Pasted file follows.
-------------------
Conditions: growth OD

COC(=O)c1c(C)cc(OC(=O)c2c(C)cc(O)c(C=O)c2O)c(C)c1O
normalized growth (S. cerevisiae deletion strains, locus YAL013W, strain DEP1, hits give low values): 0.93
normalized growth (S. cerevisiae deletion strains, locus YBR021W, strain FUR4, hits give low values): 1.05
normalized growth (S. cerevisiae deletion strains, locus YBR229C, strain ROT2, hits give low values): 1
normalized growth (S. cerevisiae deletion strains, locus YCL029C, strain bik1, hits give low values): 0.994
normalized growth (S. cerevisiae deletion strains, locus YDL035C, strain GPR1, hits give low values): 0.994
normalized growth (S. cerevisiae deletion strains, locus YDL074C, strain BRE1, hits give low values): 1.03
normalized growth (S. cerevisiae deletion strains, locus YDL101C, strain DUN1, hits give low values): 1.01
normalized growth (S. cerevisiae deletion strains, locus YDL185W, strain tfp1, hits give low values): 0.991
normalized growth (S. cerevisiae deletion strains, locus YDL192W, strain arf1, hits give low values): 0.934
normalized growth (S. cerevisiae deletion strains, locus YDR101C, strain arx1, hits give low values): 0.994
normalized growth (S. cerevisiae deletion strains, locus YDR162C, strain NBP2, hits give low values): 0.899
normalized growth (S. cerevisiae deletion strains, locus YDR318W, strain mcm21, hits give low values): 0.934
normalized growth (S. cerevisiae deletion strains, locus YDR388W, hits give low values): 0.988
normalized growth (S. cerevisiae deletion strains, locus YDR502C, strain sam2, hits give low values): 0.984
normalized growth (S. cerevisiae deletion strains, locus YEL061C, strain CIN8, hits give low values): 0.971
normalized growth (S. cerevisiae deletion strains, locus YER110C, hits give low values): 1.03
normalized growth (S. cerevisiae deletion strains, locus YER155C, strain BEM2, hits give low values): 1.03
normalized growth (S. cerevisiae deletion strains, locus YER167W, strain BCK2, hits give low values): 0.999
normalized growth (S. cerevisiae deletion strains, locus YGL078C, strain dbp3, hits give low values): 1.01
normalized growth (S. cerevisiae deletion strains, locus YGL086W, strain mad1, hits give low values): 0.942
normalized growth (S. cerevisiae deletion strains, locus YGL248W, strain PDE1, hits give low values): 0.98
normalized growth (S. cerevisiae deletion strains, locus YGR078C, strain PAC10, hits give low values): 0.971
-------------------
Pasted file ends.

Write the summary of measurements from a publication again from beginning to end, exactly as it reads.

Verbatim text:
Conditions: growth OD

COC(=O)c1c(C)cc(OC(=O)c2c(C)cc(O)c(C=O)c2O)c(C)c1O
normalized growth (S. cerevisiae deletion strains, locus YAL013W, strain DEP1, hits give low values): 0.93
normalized growth (S. cerevisiae deletion strains, locus YBR021W, strain FUR4, hits give low values): 1.05
normalized growth (S. cerevisiae deletion strains, locus YBR229C, strain ROT2, hits give low values): 1
normalized growth (S. cerevisiae deletion strains, locus YCL029C, strain bik1, hits give low values): 0.994
normalized growth (S. cerevisiae deletion strains, locus YDL035C, strain GPR1, hits give low values): 0.994
normalized growth (S. cerevisiae deletion strains, locus YDL074C, strain BRE1, hits give low values): 1.03
normalized growth (S. cerevisiae deletion strains, locus YDL101C, strain DUN1, hits give low values): 1.01
normalized growth (S. cerevisiae deletion strains, locus YDL185W, strain tfp1, hits give low values): 0.991
normalized growth (S. cerevisiae deletion strains, locus YDL192W, strain arf1, hits give low values): 0.934
normalized growth (S. cerevisiae deletion strains, locus YDR101C, strain arx1, hits give low values): 0.994
normalized growth (S. cerevisiae deletion strains, locus YDR162C, strain NBP2, hits give low values): 0.899
normalized growth (S. cerevisiae deletion strains, locus YDR318W, strain mcm21, hits give low values): 0.934
normalized growth (S. cerevisiae deletion strains, locus YDR388W, hits give low values): 0.988
normalized growth (S. cerevisiae deletion strains, locus YDR502C, strain sam2, hits give low values): 0.984
normalized growth (S. cerevisiae deletion strains, locus YEL061C, strain CIN8, hits give low values): 0.971
normalized growth (S. cerevisiae deletion strains, locus YER110C, hits give low values): 1.03
normalized growth (S. cerevisiae deletion strains, locus YER155C, strain BEM2, hits give low values): 1.03
normalized growth (S. cerevisiae deletion strains, locus YER167W, strain BCK2, hits give low values): 0.999
normalized growth (S. cerevisiae deletion strains, locus YGL078C, strain dbp3, hits give low values): 1.01
normalized growth (S. cerevisiae deletion strains, locus YGL086W, strain mad1, hits give low values): 0.942
normalized growth (S. cerevisiae deletion strains, locus YGL248W, strain PDE1, hits give low values): 0.98
normalized growth (S. cerevisiae deletion strains, locus YGR078C, strain PAC10, hits give low values): 0.971